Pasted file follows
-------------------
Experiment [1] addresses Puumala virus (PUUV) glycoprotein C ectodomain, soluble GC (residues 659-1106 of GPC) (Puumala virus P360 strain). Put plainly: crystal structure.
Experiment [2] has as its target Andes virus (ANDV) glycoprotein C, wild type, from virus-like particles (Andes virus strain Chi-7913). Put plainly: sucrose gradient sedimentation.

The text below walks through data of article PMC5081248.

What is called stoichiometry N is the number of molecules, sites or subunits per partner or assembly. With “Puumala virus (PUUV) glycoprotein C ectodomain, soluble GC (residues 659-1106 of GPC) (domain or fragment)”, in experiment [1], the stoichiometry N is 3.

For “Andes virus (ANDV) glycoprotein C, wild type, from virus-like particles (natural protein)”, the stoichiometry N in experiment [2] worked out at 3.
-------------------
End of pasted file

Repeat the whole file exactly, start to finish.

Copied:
Experiment [1] addresses Puumala virus (PUUV) glycoprotein C ectodomain, soluble GC (residues 659-1106 of GPC) (Puumala virus P360 strain). Put plainly: crystal structure.
Experiment [2] has as its target Andes virus (ANDV) glycoprotein C, wild type, from virus-like particles (Andes virus strain Chi-7913). Put plainly: sucrose gradient sedimentation.

The text below walks through data of article PMC5081248.

What is called stoichiometry N is the number of molecules, sites or subunits per partner or assembly. With “Puumala virus (PUUV) glycoprotein C ectodomain, soluble GC (residues 659-1106 of GPC) (domain or fragment)”, in experiment [1], the stoichiometry N is 3.

For “Andes virus (ANDV) glycoprotein C, wild type, from virus-like particles (natural protein)”, the stoichiometry N in experiment [2] worked out at 3.